WASHINGTON – The debate over housing finance reform appears to have new life as both Democrats and the next administration appear ready to take up the issue.

"I am very open to figuring out how we do this. I am just not sure where the [Trump] administration is," Sen. Sherrod Brown, D-Ohio, said on Thursday while referencing comments Treasury Secretary-designate Steven Mnuchin made a day earlier.

Mnuchin said that the issue was on his top-10 list of things to deal with and that he would "get it done reasonably fast."

Any legislative proposal to reform the housing finance system will likely originate in the Senate Banking Committee and may depend on how well Brown – the top Democrat on the panel – and Sen. Mike Crapo, R-Idaho, who is expected to chair the committee, work together.

Brown sounded optimistic in his comments at the National Association of Affordable Housing Lenders' Policy and Practice Conference.

"It will be a better day with Sen. Crapo. I say it's a better day because he actually realizes that the name of our committee isn't Banking Committee. It is Banking, Housing and Urban Development Committee," Brown said.

Brown said he favored exploring new ways to expand affordable housing that would likely require government support and face opposition from Republicans.

"I think we started by asking the wrong questions," said Brown, pointing to past efforts to restructure the government-sponsored enterprises Fannie Mae and Freddi Mac. "We were talking less about people and accessible mortgages and all of that and more about Fannie and Freddie and I think the conversation was a bit upside down."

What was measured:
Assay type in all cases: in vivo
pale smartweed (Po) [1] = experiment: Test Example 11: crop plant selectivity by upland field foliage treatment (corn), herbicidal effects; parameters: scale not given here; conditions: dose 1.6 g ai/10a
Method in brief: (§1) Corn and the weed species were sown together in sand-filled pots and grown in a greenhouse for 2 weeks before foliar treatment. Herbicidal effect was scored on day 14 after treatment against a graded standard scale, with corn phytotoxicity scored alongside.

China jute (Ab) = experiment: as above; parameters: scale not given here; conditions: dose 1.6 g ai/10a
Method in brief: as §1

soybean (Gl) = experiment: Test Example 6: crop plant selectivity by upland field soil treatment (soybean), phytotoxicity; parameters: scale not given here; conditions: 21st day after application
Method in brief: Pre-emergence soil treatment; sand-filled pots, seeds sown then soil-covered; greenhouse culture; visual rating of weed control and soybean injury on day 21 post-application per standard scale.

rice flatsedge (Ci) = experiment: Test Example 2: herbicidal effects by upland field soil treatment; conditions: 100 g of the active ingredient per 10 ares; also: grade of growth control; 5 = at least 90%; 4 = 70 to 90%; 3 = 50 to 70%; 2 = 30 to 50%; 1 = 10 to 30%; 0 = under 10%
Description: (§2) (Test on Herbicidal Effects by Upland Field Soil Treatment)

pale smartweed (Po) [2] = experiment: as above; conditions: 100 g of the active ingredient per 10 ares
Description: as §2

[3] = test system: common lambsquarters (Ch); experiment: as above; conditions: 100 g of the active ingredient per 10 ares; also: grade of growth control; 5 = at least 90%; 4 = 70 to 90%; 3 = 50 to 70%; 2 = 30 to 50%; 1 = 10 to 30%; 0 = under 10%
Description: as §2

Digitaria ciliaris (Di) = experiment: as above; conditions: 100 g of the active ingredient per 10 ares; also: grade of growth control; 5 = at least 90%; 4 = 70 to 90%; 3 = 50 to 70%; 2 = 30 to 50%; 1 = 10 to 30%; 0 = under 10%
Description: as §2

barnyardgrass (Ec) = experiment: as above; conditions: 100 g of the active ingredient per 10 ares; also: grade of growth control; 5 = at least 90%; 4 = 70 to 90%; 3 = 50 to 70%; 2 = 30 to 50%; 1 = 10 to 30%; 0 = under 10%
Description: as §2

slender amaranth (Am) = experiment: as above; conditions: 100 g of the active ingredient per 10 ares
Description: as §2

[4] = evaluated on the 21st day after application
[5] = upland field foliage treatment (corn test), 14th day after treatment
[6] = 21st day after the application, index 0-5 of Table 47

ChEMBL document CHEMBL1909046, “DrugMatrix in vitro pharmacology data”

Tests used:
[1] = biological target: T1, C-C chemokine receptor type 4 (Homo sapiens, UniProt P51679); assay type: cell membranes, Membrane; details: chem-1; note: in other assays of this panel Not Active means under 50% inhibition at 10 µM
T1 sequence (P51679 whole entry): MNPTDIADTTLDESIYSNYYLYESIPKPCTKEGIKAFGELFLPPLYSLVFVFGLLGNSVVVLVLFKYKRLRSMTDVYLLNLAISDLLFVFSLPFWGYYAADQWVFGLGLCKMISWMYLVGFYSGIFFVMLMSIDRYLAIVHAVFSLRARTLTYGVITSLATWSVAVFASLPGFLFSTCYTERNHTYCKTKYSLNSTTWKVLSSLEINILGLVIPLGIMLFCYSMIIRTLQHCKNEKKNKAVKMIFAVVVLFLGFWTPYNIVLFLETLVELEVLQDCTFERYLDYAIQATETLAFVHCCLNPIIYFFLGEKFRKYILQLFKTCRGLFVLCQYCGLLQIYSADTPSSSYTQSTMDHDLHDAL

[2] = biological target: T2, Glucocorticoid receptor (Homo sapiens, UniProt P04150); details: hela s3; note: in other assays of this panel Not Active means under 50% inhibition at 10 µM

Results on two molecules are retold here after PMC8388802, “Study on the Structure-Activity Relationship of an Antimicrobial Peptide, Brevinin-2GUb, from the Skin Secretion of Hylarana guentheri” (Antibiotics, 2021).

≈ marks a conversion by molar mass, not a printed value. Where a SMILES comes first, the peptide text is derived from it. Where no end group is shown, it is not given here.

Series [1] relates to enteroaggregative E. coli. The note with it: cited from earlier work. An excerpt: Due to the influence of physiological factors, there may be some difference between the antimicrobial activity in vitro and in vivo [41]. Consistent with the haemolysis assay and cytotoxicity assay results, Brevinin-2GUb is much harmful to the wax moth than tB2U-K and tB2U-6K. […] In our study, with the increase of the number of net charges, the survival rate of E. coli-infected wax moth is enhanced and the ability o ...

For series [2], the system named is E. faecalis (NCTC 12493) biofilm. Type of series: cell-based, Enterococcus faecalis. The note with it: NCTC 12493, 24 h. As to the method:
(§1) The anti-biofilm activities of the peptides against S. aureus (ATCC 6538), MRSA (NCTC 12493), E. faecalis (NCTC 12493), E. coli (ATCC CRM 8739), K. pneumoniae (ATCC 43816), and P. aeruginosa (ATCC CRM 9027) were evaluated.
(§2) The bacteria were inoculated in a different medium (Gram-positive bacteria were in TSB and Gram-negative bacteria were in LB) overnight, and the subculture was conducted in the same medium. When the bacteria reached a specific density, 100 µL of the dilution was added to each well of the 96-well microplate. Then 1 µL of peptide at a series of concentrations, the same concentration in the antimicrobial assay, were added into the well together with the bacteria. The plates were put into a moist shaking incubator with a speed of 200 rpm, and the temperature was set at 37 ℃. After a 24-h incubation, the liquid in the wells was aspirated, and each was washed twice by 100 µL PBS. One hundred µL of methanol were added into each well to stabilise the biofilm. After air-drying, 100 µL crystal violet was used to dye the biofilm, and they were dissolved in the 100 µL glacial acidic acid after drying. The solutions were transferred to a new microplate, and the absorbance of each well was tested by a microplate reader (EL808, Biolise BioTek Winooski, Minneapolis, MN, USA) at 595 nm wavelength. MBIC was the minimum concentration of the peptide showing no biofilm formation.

Brown said the Obama administration "didn't push it real hard" after National Economic Council Director Gene Sperling left.

While Brown was skeptical of whether President-elect Donald Trump has a housing finance reform plan yet, he said he believes affordable housing could be included in an infrastructure bill.

"Trump really does want to build, I think," Brown said.

"Republicans have blocked us in the past because they don't want to raise revenue. We did last year with funny money. We took money out of the Federal Reserve, which was not as much as it looked like, and it was a bad precedent," Brown said, referring to provisions that funneled funds from a dividend that the Fed pays to banks to pay for infrastructure spending.

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